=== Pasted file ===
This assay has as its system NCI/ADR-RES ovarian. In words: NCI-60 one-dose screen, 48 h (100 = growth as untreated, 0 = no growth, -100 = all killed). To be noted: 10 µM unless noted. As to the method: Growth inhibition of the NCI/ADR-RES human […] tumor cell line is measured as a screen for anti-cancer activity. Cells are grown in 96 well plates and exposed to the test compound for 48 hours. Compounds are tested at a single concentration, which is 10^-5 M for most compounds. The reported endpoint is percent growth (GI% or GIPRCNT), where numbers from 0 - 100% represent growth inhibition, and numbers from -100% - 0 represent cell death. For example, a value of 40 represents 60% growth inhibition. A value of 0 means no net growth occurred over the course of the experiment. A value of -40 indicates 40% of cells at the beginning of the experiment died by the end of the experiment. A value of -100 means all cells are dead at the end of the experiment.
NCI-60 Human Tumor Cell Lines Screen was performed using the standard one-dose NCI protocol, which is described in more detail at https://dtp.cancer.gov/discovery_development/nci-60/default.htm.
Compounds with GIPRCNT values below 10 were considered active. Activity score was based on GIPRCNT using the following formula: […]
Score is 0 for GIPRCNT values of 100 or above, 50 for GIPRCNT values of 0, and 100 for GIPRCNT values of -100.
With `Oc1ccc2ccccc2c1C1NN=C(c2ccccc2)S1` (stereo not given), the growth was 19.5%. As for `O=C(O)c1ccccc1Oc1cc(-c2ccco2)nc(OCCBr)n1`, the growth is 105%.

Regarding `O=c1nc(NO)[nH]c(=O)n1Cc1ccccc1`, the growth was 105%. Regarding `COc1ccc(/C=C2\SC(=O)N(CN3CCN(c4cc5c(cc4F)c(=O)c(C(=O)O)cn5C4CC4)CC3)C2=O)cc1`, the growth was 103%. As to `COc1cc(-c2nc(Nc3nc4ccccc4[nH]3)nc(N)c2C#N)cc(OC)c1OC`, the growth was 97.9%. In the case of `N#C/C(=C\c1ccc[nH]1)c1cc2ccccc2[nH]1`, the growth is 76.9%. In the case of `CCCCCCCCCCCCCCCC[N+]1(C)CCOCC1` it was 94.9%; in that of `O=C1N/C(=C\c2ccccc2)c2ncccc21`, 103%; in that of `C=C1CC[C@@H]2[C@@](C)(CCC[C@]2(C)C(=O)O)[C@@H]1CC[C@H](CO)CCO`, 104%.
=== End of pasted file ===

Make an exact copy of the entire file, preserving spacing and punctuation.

This assay has as its system NCI/ADR-RES ovarian. In words: NCI-60 one-dose screen, 48 h (100 = growth as untreated, 0 = no growth, -100 = all killed). To be noted: 10 µM unless noted. As to the method: Growth inhibition of the NCI/ADR-RES human […] tumor cell line is measured as a screen for anti-cancer activity. Cells are grown in 96 well plates and exposed to the test compound for 48 hours. Compounds are tested at a single concentration, which is 10^-5 M for most compounds. The reported endpoint is percent growth (GI% or GIPRCNT), where numbers from 0 - 100% represent growth inhibition, and numbers from -100% - 0 represent cell death. For example, a value of 40 represents 60% growth inhibition. A value of 0 means no net growth occurred over the course of the experiment. A value of -40 indicates 40% of cells at the beginning of the experiment died by the end of the experiment. A value of -100 means all cells are dead at the end of the experiment.
NCI-60 Human Tumor Cell Lines Screen was performed using the standard one-dose NCI protocol, which is described in more detail at https://dtp.cancer.gov/discovery_development/nci-60/default.htm.
Compounds with GIPRCNT values below 10 were considered active. Activity score was based on GIPRCNT using the following formula: […]
Score is 0 for GIPRCNT values of 100 or above, 50 for GIPRCNT values of 0, and 100 for GIPRCNT values of -100.
With `Oc1ccc2ccccc2c1C1NN=C(c2ccccc2)S1` (stereo not given), the growth was 19.5%. As for `O=C(O)c1ccccc1Oc1cc(-c2ccco2)nc(OCCBr)n1`, the growth is 105%.

Regarding `O=c1nc(NO)[nH]c(=O)n1Cc1ccccc1`, the growth was 105%. Regarding `COc1ccc(/C=C2\SC(=O)N(CN3CCN(c4cc5c(cc4F)c(=O)c(C(=O)O)cn5C4CC4)CC3)C2=O)cc1`, the growth was 103%. As to `COc1cc(-c2nc(Nc3nc4ccccc4[nH]3)nc(N)c2C#N)cc(OC)c1OC`, the growth was 97.9%. In the case of `N#C/C(=C\c1ccc[nH]1)c1cc2ccccc2[nH]1`, the growth is 76.9%. In the case of `CCCCCCCCCCCCCCCC[N+]1(C)CCOCC1` it was 94.9%; in that of `O=C1N/C(=C\c2ccccc2)c2ncccc21`, 103%; in that of `C=C1CC[C@@H]2[C@@](C)(CCC[C@]2(C)C(=O)O)[C@@H]1CC[C@H](CO)CCO`, 104%.